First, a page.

History of Chinese Dwarf Hamsters
Chinese Dwarf Hamsters (or simply Chinese Hamsters) are natives of Southern China and Mongolia. They belong, unlike the other dwarf hamsters, to the genus Cricetulus. Their full scientific name is Cricetulus barabensis griseus.
In comparison with the other dwarf hamster species, these animals have bodies that are long and narrow. People who see them for the first time often think that they are a rat or a mouse rather than a hamster. Not only is their face long like a mouse, but they also have a long tail – well, long as compared to other hamster tails.
They are also different than the other dwarf hamsters in that Chinese dwarf hamsters are pretty good climbers. Their feet are able to grip much better than those of the other dwarfs, and they can wrap themselves tightly around vertical poles – such as your finger.
The total length of their body, including their head, is 4 in (10 cm), which makes them one of the longer dwarf hamster species. Their tails are about 1 inch to 1 5/16 inches long (25-34 mm); and they weigh between 1 3/8 and 1 5/8 ounces (39-46 g). They live for between one and a half and three years, which is pretty typical of dwarf hamsters.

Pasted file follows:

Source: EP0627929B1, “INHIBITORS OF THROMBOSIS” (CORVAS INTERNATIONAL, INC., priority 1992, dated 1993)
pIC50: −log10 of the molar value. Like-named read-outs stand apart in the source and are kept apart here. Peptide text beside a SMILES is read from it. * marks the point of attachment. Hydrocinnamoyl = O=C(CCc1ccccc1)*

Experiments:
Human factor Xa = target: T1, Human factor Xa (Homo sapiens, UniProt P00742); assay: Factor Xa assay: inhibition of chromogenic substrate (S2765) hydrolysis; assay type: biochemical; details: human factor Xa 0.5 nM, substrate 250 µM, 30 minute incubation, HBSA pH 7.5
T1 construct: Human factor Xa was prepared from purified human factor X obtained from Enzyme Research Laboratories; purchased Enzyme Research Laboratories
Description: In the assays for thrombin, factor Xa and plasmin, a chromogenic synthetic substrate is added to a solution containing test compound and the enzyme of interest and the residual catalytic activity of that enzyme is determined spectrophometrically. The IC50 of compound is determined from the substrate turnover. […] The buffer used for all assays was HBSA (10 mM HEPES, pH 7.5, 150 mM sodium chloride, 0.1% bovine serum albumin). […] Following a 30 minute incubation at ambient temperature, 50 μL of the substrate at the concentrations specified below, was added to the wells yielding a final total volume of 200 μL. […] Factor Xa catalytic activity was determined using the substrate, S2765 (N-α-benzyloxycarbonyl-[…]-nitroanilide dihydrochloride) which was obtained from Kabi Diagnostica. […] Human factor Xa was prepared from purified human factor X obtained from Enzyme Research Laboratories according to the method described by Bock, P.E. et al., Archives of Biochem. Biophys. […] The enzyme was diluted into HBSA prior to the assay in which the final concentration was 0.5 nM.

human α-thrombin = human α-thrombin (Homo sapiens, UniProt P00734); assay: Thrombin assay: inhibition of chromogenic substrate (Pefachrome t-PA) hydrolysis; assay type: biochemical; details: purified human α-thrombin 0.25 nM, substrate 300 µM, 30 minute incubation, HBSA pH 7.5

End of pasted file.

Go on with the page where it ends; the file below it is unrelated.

Whereas some of the other dwarf species have multiple coat colors and patterns, the Chinese dwarf hamster so far has one different color variation. The standard color is called agouti, meaning that the hairs change colors from black at the base of the hair to brown at the tip of the hair. The pattern that is called dominant spot is mostly white, though can have dark spots on its flanks. Both animals have a dark streak that extends from their shoulders to their tails.
Chinese hamsters were used in scientific laboratories before they became pets. They were first used in 1919, and have been used to study pneumonia, influenza, diphtheria, and rabies. For a long time, the hamsters would not reproduce in captivity. In fact, it was this problem that led scientists to look for another type of hamster to use. This search resulted in the capture of the Syrian hamster.
These little critters – yes, Chinese hamsters – have caused men to go to jail. In 1948, right before the communist takeover of China, Dr. Hu of the Peking Union Medical college gave some specimens to Dr. Robert Watson to take to the Harvard Medical school. The animals were literally smuggled into the United States, and both scientists were accused of war crimes by the Chinese government, who thought that the hamsters were part of a biological weapons program. Dr. Hu, in fact, was imprisoned.
Later, in 1957, an ovary was isolated from a Chinese hamster, and the cells were reproduced. Since then, these cells have been reproduced over and over. And the CHO – Chinese Hamster Ovary cells have been used to create an incredible number of drugs, treating everything from infertility to hemophilia to cancer.
So while you play with your pet, realize that his or her ancestors have played an unprecedented role in advancing medicine.
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